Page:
What Does the Future of HR in Oil and Gas Look Like?

The oil and gas industry is dependent on the people who work in it. If there are smart and talented people in the field, then the energy sector will continue to grow and thrive. The source of this talent and education comes from the human resources department. Without a strong HR team, a company will function in disarray.

The oil and gas industry is set to change over the next few years, and so will the role of HR reps in the field. Let’s look at what the future of HR looks like in the energy sector.

Oil rig at sunrise

AI Streamlines the Hiring Process

One of the most promising channels for artificial intelligence is HR. AI tools can improve the copy of your advertisements, sort through piles of applications to find various criteria, and even help you avoid bias in the hiring and recruitment process. AI tools can often complete these tasks faster than most human resource departments, helping you streamline your operations.

Many HR departments are using AI tools to supplement their work, not replace it. The robot isn’t taking your job, but rather making it easier. We’ve already seen how the oil and gas industry faces a skills shortage. HR managers shouldn’t let top talent get away because they overlooked a resume or got bogged down in small tasks.     

The Energy Sector Will Become More Diverse

A recent survey by EY explores just how important gender diversity is in the oil and gas workplace. Only 11 percent of the top oil and gas executives are women, despite the fact that 94 percent of people think diversity is important to navigate disruption in the industry. This number is set to change, with 98 percent of respondents believing the oil and gas industry is on track for monumental changes in the coming years.

Gender isn’t the only diversity issue facing the energy sector. Oil and gas is an increasingly global industry, and the top talent for your position might come from a country across the world. Your company will likely work with people who speak different languages, have varied cultural norms, and have different expectations of their employers. HR departments who focus on diversity and celebrate it will have an easier time in the coming years.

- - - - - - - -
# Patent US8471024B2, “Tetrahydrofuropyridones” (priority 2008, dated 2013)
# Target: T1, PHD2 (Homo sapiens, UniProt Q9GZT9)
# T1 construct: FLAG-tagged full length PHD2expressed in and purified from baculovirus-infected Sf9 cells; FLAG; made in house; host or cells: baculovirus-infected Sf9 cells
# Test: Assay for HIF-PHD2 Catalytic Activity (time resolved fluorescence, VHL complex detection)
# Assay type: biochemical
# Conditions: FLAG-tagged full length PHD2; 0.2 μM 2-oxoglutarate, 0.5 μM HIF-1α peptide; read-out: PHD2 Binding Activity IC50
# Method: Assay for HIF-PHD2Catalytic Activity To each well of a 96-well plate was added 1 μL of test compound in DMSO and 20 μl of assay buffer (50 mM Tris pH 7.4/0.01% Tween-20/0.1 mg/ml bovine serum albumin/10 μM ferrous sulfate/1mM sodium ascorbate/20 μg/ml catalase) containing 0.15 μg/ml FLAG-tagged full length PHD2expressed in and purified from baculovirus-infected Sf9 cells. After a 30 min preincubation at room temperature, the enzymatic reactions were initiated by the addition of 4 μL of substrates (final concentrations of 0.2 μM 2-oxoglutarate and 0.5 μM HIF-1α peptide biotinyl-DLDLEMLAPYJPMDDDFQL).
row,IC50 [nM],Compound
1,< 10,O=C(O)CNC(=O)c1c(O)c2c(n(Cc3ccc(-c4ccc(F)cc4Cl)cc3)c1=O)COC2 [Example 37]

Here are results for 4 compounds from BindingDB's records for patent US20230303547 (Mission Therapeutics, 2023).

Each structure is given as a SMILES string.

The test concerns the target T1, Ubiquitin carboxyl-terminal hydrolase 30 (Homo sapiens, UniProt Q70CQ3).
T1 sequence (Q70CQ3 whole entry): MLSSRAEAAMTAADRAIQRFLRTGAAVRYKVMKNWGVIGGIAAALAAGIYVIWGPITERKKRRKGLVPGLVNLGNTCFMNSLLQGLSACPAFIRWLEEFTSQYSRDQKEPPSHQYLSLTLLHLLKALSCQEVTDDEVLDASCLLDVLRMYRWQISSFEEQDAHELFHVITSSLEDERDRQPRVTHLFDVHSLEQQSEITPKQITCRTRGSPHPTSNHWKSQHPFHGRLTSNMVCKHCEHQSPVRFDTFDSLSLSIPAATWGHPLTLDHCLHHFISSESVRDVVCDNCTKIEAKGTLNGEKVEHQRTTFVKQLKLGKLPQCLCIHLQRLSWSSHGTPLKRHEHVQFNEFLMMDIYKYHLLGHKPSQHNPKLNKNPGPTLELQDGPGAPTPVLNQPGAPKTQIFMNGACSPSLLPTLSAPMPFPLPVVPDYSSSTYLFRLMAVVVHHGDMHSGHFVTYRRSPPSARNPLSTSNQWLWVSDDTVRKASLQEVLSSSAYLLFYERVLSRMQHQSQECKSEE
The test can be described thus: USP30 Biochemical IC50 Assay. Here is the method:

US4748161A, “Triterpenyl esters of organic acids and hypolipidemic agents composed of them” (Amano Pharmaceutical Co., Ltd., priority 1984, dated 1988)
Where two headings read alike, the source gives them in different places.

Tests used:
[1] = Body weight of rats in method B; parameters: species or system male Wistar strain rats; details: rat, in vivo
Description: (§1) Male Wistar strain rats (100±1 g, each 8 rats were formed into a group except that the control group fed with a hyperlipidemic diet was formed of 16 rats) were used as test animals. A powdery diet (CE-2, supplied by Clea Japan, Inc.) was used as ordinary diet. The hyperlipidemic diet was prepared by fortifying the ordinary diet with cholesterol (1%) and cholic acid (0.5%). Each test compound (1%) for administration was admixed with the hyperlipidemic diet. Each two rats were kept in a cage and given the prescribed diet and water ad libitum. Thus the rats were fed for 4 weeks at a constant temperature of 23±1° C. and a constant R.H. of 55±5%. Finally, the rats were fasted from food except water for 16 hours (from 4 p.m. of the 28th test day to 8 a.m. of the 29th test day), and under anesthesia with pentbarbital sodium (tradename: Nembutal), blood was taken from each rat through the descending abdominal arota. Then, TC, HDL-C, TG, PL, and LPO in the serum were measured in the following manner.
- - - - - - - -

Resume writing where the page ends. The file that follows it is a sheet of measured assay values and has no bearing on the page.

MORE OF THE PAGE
Companies Will Emphasize Continuous Training

In the past 10 years, companies have started to increase the average time and budget allocated for training per employee. Employee training strengthens the workforce and makes it easier for your company to promote internally. You have control over what your employees know and how often they are refreshed on the information.

For example, Safety+Health magazine shared its annual training survey in June of last year. More than half (56 percent) of companies spent the same amount on safety training year-over-year, while 34 percent increased their annual spend. Of this latter group, 39 percent of companies reported an increase in training spend to increase the scope of the training. This survey only focuses on safety training, but there are dozens of other training lessons that the oil and gas industry is investing in.

Companies that care about their staff and want to invest in their workers will develop training processes to grow the people who work for them and prepare their employees for the future.

Read about 5 Unique HR challenges facing the oil and gas industry >>

New Generations Bring New Expectations

The oil and gas industry, like most industries, is growing increasingly multigenerational. Some baby boomers continue to stay in the workforce, clocking in alongside their younger millennial counterparts. Now, within the next few years, Generation Z is set to enter the workforce.

Gen Z comes with its own set of values and workplace beliefs that are different from millennials. In fact, Gen Z employees may have some behaviors that are closer to older workers. 85 percent of Gen Z workers told JWN they want to stay at a company for a long time, rejecting the idea of the gig-economy or company-hopping like other young workers.

However, if employers want invested workers, they are going to need to invest in their staff. Young employees who aren’t happy with the support, growth opportunities, and training that their employer provides will leave to work for a company that cares about them. Focusing on employee growth potential as well as developing a healthy culture and work-life balance for staff can help your brand stick out to Gen Zers looking to start their careers.  

The future of HR may seem daunting to some employees, but there are actually a lot of exciting trends moving the oil and gas industry forward. Human resource professionals who stay on top of these trends can help their organizations thrive.

If you need extra HR support in your organization, Corban OneSource can help. We work with oil and gas companies to streamline payroll, develop employee handbooks, and improve the on-boarding and hiring process.